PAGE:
I’ve seen things you people wouldn’t believe. Attack ships on fire off the shoulder of Orion. I watched C-beams glitter in the dark near the Tannhäuser Gate. And I’ve seen English officiating – purblind middle-aged men waddling on lush turf as their cronies fiddle awkwardly with the tech – with offside goals given as onside, and onside goals given as offside, week after week.
Indeed, I’ve seen too much. For now, at least. I would cancel all my sports’ TV subscriptions, were it not my job to write about this stuff.
So, a quick note on this site, and a message to underline what it’s all about.
I have never wanted this site to be just another football site, and I want it to stay that way, even if it ends up being just me and three other people.
TTT exists to analyse football, and to examine all the context and nuance that surrounds Liverpool’s results: good luck and bad luck.
We can be happy with a lucky win and unhappy with an unlucky defeat, but we need to understand what underlies both: the effort, the underlying numbers, the injuries, and the realities – and ups and downs – of elite sport, where there need not be any major issues underscoring a string of bad results or any genius responsible for a win; just as, when Liverpool beat Chelsea 2-0 under Roy Hodgson just over a decade ago, you could see the Reds playing a flat back six that only hoofed the ball upfield, and think “this isn’t right”. Hodgson had nothing in the bank with Liverpool, and yet still he acted like a bandit trying to get away with a big heist.
In the past few years, Liverpool have reached a Champions League final, and returned to win it – after suffering crushing disappointment the first time – a year later. We’ve seen Liverpool finish as runners-up with more points than all but one champion in the history of English football, and come back and win it with two extra points, after the best first three-quarters of a season seen in the entire 130 years of league football in this country, which meant the title was wrapped up earlier than ever before (in terms of games, if not actual time, as the season was locked-down for months).
We have seen Liverpool rise to be ranked the 4th-best team in history based on the Elo Index, but all achieved without an insane injury crisis, and in the days when there was a crowd at Anfield. (And mostly before VAR, which I thought would help, but has instead merely quadrupled the bad officiating.)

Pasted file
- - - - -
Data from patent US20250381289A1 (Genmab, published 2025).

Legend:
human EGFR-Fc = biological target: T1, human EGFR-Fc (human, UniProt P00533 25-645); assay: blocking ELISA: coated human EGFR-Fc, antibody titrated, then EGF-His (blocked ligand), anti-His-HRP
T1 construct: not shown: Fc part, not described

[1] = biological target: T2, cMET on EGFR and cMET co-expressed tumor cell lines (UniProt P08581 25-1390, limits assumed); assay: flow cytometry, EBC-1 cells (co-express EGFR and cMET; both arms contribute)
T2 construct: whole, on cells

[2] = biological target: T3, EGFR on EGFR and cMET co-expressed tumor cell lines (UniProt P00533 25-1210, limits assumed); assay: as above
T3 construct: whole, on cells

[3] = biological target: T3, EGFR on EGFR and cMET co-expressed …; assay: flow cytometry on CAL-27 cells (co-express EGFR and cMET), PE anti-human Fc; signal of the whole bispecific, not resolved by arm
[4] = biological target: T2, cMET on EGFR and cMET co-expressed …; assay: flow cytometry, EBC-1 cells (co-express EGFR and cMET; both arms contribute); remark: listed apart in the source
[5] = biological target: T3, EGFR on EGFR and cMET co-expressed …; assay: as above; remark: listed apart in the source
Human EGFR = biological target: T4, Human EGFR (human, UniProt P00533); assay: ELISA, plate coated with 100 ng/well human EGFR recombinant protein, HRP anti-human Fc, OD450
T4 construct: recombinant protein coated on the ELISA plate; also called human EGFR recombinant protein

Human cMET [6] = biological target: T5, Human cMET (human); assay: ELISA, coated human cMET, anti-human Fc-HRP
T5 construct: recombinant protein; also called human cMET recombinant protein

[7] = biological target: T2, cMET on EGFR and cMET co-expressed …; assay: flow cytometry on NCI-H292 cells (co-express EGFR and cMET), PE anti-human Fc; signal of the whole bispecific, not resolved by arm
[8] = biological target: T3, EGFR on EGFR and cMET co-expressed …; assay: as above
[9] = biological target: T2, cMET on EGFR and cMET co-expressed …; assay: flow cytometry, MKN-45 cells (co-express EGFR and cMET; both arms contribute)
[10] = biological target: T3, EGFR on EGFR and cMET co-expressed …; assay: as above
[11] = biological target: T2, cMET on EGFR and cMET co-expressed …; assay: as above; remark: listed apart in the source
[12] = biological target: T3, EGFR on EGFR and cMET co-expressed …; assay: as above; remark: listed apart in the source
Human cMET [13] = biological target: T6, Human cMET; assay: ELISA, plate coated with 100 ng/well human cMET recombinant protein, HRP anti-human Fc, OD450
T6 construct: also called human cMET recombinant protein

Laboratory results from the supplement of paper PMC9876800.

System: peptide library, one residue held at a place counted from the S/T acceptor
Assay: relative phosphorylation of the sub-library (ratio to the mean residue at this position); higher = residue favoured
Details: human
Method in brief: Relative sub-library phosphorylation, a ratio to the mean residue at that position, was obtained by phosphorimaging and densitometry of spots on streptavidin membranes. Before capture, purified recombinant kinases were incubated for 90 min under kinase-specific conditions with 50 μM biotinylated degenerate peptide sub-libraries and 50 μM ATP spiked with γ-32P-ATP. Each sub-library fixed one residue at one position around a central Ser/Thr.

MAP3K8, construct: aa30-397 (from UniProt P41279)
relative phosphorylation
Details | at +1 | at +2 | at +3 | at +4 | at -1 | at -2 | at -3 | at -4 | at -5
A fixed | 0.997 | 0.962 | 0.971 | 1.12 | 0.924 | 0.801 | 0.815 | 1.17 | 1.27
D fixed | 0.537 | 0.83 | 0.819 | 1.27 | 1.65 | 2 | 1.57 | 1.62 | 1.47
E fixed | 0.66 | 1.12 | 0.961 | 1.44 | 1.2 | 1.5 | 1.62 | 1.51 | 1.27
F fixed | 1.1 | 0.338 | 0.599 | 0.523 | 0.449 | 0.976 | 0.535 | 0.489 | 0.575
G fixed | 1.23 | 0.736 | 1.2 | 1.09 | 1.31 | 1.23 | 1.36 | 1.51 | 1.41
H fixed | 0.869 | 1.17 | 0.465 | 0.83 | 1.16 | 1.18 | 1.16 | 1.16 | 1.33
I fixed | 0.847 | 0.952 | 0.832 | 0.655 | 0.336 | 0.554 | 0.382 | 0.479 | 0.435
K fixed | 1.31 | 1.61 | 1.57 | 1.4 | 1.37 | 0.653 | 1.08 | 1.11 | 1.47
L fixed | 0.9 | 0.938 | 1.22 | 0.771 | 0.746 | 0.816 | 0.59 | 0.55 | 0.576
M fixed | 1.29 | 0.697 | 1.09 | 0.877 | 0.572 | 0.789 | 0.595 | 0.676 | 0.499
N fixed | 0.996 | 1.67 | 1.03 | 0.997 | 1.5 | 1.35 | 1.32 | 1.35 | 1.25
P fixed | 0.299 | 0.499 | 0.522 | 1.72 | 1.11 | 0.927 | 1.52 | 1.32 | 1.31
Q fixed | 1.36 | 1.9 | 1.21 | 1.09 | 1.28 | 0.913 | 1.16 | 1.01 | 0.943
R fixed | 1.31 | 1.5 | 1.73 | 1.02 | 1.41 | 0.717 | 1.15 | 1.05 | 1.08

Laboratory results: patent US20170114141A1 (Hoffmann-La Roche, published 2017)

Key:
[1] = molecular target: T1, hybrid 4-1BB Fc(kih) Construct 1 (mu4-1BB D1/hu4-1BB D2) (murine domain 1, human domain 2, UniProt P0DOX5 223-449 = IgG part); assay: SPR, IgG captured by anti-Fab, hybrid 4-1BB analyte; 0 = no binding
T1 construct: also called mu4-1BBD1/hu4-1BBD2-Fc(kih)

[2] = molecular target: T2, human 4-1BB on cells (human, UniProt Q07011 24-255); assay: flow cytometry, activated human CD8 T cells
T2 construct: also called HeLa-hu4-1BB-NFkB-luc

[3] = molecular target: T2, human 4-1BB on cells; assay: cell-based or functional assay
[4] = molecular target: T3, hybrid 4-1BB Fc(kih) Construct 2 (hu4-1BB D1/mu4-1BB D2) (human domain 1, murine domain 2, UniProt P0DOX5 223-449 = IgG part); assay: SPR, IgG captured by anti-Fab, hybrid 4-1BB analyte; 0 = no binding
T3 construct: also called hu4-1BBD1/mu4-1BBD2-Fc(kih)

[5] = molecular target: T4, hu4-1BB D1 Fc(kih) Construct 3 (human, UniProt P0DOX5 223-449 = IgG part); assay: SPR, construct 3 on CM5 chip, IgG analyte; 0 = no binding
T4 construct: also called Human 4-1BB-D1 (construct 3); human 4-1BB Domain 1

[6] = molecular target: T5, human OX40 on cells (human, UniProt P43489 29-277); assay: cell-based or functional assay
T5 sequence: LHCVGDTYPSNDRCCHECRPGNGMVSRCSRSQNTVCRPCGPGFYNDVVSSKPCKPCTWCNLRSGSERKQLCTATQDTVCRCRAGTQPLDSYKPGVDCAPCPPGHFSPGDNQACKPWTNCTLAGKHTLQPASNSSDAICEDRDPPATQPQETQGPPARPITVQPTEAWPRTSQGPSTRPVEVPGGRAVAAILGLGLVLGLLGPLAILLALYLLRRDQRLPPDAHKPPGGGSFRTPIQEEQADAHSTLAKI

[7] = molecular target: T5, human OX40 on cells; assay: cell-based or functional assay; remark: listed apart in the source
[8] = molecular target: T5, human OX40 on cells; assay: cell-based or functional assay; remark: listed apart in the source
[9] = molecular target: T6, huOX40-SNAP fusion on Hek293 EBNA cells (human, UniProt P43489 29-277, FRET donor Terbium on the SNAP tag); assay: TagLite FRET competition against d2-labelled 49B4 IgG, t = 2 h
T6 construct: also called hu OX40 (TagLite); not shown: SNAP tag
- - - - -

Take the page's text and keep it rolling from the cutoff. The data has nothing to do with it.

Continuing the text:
Now, with a clear injury crisis (all season long), no fans at games, and with the manager unable to even attend his own mother’s funeral due to the bizarre state of the world’s health, we would be utter fucking arseholes to not offer leeway.
To start talking about tactics when the goalkeeper has just had a terrible week (after missing a game through illness, with his deputy absent) and gifted the opposition game-changing goals, seems insane to me. Tactics play a role, but if your confidence is crushed, 10 players are injured and others are carrying knocks and fatigue, the tactics – whatever they are – are less likely to be effective.
When, week after week, borderline or just plain incorrect calls are given against your team (often at key moments), you will probably struggle. As things start to go wrong, you may make additional mistakes that wouldn’t occur had you got fair decisions, especially as tiredness sets in. Once players make mistakes, their effects will linger, until enough time has passed.
Indeed, if you don’t buy into the “underlying numbers”, then Jürgen Klopp would never have become Liverpool manager in the first place, and none of this amazing ride – which was mostly a case of flying high, up to the time Covid struck and altered the course of the world – would have happened. The underlying numbers are not everything, but they are a big part of the equation.